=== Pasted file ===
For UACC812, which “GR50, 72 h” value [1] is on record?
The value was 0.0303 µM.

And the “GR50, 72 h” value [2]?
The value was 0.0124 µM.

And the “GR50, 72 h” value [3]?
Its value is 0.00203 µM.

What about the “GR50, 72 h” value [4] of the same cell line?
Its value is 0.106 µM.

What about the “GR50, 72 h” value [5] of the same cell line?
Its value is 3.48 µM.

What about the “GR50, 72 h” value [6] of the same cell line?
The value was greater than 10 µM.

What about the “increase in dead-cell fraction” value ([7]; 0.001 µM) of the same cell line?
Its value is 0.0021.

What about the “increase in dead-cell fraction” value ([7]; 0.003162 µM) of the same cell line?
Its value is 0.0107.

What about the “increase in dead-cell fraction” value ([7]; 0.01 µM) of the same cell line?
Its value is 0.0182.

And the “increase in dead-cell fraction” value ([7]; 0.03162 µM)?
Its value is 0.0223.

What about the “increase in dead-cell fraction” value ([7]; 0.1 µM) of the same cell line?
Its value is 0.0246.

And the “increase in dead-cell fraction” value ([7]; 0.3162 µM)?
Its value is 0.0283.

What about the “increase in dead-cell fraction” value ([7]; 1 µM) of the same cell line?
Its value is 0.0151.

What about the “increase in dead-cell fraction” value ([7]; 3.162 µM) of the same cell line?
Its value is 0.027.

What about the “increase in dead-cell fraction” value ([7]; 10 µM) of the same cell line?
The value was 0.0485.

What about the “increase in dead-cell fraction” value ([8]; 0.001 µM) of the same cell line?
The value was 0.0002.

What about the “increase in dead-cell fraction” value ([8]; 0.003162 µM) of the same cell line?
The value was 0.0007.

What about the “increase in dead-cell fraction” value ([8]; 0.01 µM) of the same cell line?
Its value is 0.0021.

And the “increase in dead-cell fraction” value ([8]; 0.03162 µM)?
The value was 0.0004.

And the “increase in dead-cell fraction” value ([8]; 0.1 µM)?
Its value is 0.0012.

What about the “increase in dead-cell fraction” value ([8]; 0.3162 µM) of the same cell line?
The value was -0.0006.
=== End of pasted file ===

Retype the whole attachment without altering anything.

For UACC812, which “GR50, 72 h” value [1] is on record?
The value was 0.0303 µM.

And the “GR50, 72 h” value [2]?
The value was 0.0124 µM.

And the “GR50, 72 h” value [3]?
Its value is 0.00203 µM.

What about the “GR50, 72 h” value [4] of the same cell line?
Its value is 0.106 µM.

What about the “GR50, 72 h” value [5] of the same cell line?
Its value is 3.48 µM.

What about the “GR50, 72 h” value [6] of the same cell line?
The value was greater than 10 µM.

What about the “increase in dead-cell fraction” value ([7]; 0.001 µM) of the same cell line?
Its value is 0.0021.

What about the “increase in dead-cell fraction” value ([7]; 0.003162 µM) of the same cell line?
Its value is 0.0107.

What about the “increase in dead-cell fraction” value ([7]; 0.01 µM) of the same cell line?
Its value is 0.0182.

And the “increase in dead-cell fraction” value ([7]; 0.03162 µM)?
Its value is 0.0223.

What about the “increase in dead-cell fraction” value ([7]; 0.1 µM) of the same cell line?
Its value is 0.0246.

And the “increase in dead-cell fraction” value ([7]; 0.3162 µM)?
Its value is 0.0283.

What about the “increase in dead-cell fraction” value ([7]; 1 µM) of the same cell line?
Its value is 0.0151.

What about the “increase in dead-cell fraction” value ([7]; 3.162 µM) of the same cell line?
Its value is 0.027.

What about the “increase in dead-cell fraction” value ([7]; 10 µM) of the same cell line?
The value was 0.0485.

What about the “increase in dead-cell fraction” value ([8]; 0.001 µM) of the same cell line?
The value was 0.0002.

What about the “increase in dead-cell fraction” value ([8]; 0.003162 µM) of the same cell line?
The value was 0.0007.

What about the “increase in dead-cell fraction” value ([8]; 0.01 µM) of the same cell line?
Its value is 0.0021.

And the “increase in dead-cell fraction” value ([8]; 0.03162 µM)?
The value was 0.0004.

And the “increase in dead-cell fraction” value ([8]; 0.1 µM)?
Its value is 0.0012.

What about the “increase in dead-cell fraction” value ([8]; 0.3162 µM) of the same cell line?
The value was -0.0006.